L&D spends A LOT of time and money on content. Whether it’s built internally or sourced from a provider, content represents a major chunk of an organization’s L&D investment. At the same time, we never seem to be able to build content fast enough. And we already know that generic, off-the-shelf content isn’t enough to help people solve nuanced performance challenges. Enter AI. Machines are already able to generate structured content from source material. It’s not the best content, but it’s pretty good. AI is also getting scary-good at generating media content (ex: Generated Photos). L&D teams are starting to apply AI to generate simple content, such as articles and questions, that is then reviewed and improved by a human developer (ex: Wildfire). In the near future, L&D will finally be able to keep pace with business needs and provide highly-contextualized content – when it’s the right solution to the problem.
This is another use case you already hear a lot about in L&D. If you have a massive course catalog with thousands of items, how do you help employees discover high-value content without having to know what to search for? Well, you build the Netflix of Learning, of course! The LXP category is based on their ability to apply data and machine learning (sometimes) in order to aggregate and recommend content to users based on their past interactions. In other words, if you experienced/liked this course (or people with similar profiles to you experienced/liked this course), you may also like these courses. However, this approach to recommendation is fundamentally limited. After all, how often does Netflix suggest something you really want to watch? The system just doesn’t know enough about you. L&D must improve its data practices so AI has more to work with. By expanding a user’s data profile to include not just content consumption but also changes in knowledge, behavior, confidence and performance results, L&D will be able to use AI to recommend a variety of proven solutions – not just courses.
Most coaching is a combination of firefighting and dart-throwing. Managers react when a clear issue arises and make informed guesses regarding the causes and solutions to performance problems. It’s just difficult to track the nuanced, day-to-day performance of every employee on the team, especially if you don’t actually work alongside them on a regular basis. Improved data practices along with AI-enabled technology can remove a lot of the guesswork in coaching. Manager reporting is started to transition from flat spreadsheets to three-dimensional insights with actionable recommendations. AI can help managers recognize potential issues early, before them become problems that impact business performance, and recommend proven actions that are more likely to result in positive outcomes.
L&D’s role needs to become more about systems and connections, less about content and creation. AI can enable this transition, especially when it comes to connecting people who “know” with the people who “need.” In a large, complex organization, employees often rely on people within their direct circle of influence for support. Unbeknownst to them, better resources likely exist within other teams or other regions around the world. AI-enabled technology can connect people with performance challenges to peers who overcome similar challenges and may therefore be a good match for mentorship.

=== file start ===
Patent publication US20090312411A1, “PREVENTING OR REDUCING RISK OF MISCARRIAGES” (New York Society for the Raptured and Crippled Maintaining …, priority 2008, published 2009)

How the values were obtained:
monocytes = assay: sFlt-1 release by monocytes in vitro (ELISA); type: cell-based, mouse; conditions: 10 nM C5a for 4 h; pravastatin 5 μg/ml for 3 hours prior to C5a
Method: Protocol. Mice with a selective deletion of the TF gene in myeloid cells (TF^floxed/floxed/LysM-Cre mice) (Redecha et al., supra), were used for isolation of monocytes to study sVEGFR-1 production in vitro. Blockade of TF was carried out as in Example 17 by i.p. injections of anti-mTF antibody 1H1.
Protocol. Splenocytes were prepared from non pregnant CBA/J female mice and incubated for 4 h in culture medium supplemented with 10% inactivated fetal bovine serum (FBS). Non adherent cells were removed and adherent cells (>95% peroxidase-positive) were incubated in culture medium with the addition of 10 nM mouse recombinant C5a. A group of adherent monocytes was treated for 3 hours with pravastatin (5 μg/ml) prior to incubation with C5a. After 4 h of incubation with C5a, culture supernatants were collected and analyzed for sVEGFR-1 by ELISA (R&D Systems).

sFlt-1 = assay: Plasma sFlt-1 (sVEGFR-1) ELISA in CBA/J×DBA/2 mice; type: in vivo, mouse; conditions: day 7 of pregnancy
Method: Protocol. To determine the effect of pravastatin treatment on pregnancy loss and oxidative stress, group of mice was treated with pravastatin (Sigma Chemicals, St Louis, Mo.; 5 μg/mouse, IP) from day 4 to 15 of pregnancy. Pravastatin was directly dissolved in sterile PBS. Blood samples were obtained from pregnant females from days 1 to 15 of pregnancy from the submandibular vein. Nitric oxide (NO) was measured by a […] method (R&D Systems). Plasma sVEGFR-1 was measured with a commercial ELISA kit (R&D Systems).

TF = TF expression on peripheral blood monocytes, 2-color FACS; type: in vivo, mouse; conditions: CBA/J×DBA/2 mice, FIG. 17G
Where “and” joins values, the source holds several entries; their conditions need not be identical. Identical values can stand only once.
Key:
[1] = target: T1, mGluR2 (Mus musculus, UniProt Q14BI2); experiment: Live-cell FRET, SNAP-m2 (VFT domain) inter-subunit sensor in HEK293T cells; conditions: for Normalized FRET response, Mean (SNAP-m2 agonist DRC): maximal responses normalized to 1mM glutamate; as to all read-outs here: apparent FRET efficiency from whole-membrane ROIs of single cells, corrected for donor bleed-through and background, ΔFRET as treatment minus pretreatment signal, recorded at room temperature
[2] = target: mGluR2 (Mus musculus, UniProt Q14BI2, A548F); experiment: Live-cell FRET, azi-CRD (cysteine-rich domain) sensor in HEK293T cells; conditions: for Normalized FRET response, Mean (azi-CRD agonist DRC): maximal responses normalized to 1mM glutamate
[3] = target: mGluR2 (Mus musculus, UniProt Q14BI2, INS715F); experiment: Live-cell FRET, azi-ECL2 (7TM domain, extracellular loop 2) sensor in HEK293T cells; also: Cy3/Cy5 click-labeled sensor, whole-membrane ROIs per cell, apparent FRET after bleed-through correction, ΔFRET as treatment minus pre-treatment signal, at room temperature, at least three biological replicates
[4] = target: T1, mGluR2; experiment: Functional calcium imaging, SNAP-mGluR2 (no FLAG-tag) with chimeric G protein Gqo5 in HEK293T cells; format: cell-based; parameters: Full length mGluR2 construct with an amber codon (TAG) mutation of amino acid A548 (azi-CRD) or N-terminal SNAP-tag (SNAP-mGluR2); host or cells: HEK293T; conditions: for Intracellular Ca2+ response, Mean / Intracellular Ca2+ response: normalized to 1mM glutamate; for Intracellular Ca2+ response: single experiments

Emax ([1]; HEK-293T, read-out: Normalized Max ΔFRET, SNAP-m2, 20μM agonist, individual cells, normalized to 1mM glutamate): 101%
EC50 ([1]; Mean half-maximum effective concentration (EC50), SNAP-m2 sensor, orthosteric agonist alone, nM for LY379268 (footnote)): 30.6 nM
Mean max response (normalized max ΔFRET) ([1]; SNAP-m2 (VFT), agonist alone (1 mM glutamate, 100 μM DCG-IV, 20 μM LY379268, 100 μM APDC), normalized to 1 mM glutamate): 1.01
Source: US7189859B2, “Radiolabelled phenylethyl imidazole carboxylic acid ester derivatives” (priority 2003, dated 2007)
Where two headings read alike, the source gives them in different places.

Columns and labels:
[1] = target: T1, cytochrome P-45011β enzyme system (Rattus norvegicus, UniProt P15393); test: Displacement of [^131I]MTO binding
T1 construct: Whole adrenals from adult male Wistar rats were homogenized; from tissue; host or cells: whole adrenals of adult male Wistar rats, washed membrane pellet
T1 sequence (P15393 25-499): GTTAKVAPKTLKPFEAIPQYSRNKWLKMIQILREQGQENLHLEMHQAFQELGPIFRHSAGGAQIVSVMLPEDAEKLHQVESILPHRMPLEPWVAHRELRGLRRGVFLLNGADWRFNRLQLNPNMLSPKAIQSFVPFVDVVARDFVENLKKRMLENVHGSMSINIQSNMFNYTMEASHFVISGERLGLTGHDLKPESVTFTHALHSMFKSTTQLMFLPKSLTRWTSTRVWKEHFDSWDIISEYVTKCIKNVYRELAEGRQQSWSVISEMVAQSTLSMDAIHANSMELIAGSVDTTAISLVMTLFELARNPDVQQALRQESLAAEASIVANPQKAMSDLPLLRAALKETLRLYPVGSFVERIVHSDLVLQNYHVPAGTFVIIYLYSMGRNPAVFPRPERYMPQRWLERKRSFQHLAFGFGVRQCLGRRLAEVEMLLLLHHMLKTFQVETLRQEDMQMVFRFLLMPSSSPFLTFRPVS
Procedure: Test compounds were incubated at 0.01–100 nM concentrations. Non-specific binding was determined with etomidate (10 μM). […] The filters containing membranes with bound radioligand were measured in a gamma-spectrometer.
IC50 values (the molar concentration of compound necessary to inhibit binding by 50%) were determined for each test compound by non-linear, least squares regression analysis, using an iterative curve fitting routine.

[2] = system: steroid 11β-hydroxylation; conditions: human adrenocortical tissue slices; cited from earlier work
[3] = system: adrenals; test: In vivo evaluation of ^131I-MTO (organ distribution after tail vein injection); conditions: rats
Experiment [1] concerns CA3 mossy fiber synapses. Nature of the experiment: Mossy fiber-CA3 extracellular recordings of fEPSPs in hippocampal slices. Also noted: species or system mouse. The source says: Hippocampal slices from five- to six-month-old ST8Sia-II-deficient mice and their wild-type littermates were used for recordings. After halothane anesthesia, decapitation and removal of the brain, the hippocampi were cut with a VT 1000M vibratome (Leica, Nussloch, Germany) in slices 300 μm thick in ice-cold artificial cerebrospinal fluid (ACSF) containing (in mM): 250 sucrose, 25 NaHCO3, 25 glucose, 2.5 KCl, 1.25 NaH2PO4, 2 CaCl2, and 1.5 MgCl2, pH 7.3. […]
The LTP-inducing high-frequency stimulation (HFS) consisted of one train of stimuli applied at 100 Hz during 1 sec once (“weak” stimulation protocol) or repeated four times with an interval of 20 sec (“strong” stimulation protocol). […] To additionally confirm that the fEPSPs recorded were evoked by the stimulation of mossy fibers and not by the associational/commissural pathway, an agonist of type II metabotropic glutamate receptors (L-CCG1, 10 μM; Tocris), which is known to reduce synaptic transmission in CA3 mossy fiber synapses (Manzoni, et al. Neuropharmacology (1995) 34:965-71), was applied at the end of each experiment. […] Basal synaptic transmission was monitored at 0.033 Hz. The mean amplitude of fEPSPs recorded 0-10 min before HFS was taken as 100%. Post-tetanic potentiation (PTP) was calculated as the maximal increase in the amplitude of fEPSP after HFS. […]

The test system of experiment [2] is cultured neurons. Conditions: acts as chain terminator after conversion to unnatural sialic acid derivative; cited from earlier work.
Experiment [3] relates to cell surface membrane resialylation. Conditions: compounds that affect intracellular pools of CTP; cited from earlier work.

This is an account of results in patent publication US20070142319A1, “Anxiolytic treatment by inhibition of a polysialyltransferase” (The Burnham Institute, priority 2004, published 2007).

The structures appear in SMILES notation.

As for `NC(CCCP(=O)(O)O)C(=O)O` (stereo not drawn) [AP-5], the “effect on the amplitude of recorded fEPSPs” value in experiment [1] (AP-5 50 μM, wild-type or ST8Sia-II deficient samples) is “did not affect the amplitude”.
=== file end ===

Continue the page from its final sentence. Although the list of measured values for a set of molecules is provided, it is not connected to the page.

We’ve already addressed content authoring, translation and recommendation, all of which are parts of the overall personalization story. Just as it does in consumer technology today, AI can further personalize the workplace experience in a variety of ways. For example, with Axonify, employees experience personalized training every time they log in, as the application balances personal development needs with organizational priorities and always delivers the right-fit learning experience.
You know how L&D can never determine how their solutions actually impact business results? Yeah, AI can help fix that. However, like many of the use cases on this list, it all starts with data. L&D must evolve their strategy to include data-rich tactics that paint a more holistic picture of an individual’s performance. Machine learning is then applied to determine how specific learning solutions do (or do not) trigger incremental changes in knowledge, behavior and performance. This insight can be used to develop a business case for added L&D investment, make smarter decisions regarding learning initiatives and further enhance personalization efforts.
Skills are a big topic of conversation in L&D right now. Organizations are rapidly redesigning jobs as they apply new technologies and work to remain competitive. L&D must get ready to support large-scale reskilling initiatives. But on which skills should an organization focus? Who already has these skills? And what are the best ways to help others with potential develop these skills? Data and AI can help address this challenge at the speed and scale required. Rather than chase the changing needs of the workplace, AI-enabled technology can identify potential gaps in organizational capability. It can then automatically adapt the learning experience for employees who will need to develop specific skills as part of future job opportunities. The only way continuous reskilling can be accomplished at the speed and scale a complex business requires is through a lot of data and the right AI.
By no means is this a comprehensive list. I’m sure there are plenty of ways data and AI can be applied to enable employee performance that I have not yet considered. But everything on this list is real and actively being worked on today within HR and L&D. This is where we’re going. It’s time for L&D pros to start talking about what it will mean to work in an AI-enabled workplace.